There's nothing quite like a hero, is there? Those great defenders of virtue, steely-eyed in battle, firm of sinew, and pure of heart, they've strode through the world's literature before we even had writing. Whether it was Homer spinning his tales around the fireside for his fellow Greeks or Valmiki reciting verse after verse in praise of Rama for future generations of Indians to recite hasn't mattered. Heroes, the epitomes of all that we hold to be virtuous, puff up our vision of ourselves as a people. By the same token they are useful for propagating a specific way of being and establishing and enforcing the character traits that a society considers attractive.
However, where would the hero be without his scribe? Would we have even heard of Achilles and his buddies' attempt to take Troy if it weren't for Homer? When the Vikings used to set out upon their raids into foreign waters they were always accompanied by at least one poet or bard who could recreate the heroic deeds carried out by his countrymen as they raped, pillaged, and looted their way through coastal Europe and the British Isles. After all, what was the good of performing deeds of great valour if they weren't going to be properly appreciated? Yet haven't you ever wondered about the relationship between scribe and hero? There's something almost symbiotic about it, as they each depend upon the other for ensuring their places in the annals of history and the pages of literature.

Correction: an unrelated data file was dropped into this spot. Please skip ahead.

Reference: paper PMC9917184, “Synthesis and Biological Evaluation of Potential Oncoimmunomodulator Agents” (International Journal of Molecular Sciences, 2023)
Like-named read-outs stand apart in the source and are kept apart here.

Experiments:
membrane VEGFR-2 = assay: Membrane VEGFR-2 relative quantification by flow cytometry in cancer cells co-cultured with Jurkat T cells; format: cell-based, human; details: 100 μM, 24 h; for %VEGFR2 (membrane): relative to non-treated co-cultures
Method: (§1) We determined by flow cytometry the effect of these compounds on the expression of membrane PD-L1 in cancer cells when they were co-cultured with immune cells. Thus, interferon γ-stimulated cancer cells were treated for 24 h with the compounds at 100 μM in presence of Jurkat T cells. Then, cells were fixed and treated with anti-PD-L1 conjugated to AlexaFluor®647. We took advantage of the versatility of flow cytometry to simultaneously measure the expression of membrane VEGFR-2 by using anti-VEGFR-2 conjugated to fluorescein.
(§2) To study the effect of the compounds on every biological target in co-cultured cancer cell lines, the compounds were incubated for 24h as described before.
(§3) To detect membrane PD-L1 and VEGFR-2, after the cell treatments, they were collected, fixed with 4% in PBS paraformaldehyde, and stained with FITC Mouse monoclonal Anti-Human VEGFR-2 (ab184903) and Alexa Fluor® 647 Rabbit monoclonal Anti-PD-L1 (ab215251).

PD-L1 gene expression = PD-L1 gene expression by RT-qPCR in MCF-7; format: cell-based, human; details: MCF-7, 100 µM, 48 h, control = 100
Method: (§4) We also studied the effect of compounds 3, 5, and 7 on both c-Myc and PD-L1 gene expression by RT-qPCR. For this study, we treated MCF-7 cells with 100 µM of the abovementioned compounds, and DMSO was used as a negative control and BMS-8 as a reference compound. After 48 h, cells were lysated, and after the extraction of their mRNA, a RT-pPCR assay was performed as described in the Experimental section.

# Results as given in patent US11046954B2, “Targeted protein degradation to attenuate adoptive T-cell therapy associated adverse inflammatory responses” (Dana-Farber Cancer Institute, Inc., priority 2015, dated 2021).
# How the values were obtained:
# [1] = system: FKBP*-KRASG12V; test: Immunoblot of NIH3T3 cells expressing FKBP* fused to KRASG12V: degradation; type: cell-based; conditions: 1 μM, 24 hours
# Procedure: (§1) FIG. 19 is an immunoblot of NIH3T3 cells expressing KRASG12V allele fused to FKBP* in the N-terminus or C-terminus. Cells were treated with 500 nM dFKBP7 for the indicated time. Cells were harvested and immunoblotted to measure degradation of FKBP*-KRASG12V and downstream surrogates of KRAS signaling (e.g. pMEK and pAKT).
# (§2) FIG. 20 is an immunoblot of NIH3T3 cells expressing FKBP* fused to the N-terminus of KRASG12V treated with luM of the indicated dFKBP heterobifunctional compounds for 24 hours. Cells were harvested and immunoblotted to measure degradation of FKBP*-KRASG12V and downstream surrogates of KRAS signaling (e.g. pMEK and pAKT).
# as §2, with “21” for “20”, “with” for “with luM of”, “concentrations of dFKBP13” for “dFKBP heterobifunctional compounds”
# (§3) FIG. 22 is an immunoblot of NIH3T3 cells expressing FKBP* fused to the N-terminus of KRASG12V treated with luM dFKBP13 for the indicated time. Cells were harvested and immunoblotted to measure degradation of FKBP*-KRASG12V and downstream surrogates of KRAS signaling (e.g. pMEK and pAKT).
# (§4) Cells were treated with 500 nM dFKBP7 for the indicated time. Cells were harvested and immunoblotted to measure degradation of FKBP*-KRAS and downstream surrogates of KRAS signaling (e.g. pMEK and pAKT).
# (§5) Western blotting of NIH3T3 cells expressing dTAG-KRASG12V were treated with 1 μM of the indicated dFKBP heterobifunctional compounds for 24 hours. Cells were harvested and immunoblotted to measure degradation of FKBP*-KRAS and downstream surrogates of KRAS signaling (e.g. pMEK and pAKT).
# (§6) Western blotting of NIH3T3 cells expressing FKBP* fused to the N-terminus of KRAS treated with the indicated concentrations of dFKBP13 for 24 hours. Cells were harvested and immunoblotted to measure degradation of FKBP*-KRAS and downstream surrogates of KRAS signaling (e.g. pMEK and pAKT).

It's this relationship that is deconstructed in The Vault Of Deeds, a new novella by British author James Barclay, just released by the British independent small press PS Publishing. Barclay first made a name for himself through the publication of the six-part series, soon to be seven, covering the exploits of the heroic mercenary company known as The Raven. While he never used the flowery prose of the romantic writers from the late 19th centuries, and his heroes were not necessarily men and women a good son or daughter would take home to meet his or her parents, the member of the Raven did possess heroic characteristics. Brave, resourceful, and somewhat noble — if not always completely pure of heart and innocent of evil influence — at least their intentions were always for the best as they fought both human and inhuman enemies in defence of their homeland and what they believed to be justice.